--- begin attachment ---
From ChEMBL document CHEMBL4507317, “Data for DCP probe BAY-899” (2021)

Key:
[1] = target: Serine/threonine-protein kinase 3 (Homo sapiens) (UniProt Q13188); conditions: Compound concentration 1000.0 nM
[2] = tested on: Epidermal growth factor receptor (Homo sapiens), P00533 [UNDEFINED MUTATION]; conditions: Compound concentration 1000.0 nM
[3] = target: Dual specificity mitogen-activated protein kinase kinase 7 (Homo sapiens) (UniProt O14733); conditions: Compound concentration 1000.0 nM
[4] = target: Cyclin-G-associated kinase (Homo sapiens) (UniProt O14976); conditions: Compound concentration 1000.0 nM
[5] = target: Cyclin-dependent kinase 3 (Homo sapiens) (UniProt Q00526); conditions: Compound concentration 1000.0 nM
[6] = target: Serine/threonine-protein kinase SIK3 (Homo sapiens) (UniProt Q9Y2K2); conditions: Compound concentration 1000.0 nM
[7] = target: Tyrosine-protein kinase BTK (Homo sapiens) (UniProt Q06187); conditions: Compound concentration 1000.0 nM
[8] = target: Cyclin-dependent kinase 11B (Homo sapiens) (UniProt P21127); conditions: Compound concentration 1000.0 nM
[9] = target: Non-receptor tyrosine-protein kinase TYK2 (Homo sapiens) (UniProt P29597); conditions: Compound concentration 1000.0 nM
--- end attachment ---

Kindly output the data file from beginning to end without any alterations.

From ChEMBL document CHEMBL4507317, “Data for DCP probe BAY-899” (2021)

Key:
[1] = target: Serine/threonine-protein kinase 3 (Homo sapiens) (UniProt Q13188); conditions: Compound concentration 1000.0 nM
[2] = tested on: Epidermal growth factor receptor (Homo sapiens), P00533 [UNDEFINED MUTATION]; conditions: Compound concentration 1000.0 nM
[3] = target: Dual specificity mitogen-activated protein kinase kinase 7 (Homo sapiens) (UniProt O14733); conditions: Compound concentration 1000.0 nM
[4] = target: Cyclin-G-associated kinase (Homo sapiens) (UniProt O14976); conditions: Compound concentration 1000.0 nM
[5] = target: Cyclin-dependent kinase 3 (Homo sapiens) (UniProt Q00526); conditions: Compound concentration 1000.0 nM
[6] = target: Serine/threonine-protein kinase SIK3 (Homo sapiens) (UniProt Q9Y2K2); conditions: Compound concentration 1000.0 nM
[7] = target: Tyrosine-protein kinase BTK (Homo sapiens) (UniProt Q06187); conditions: Compound concentration 1000.0 nM
[8] = target: Cyclin-dependent kinase 11B (Homo sapiens) (UniProt P21127); conditions: Compound concentration 1000.0 nM
[9] = target: Non-receptor tyrosine-protein kinase TYK2 (Homo sapiens) (UniProt P29597); conditions: Compound concentration 1000.0 nM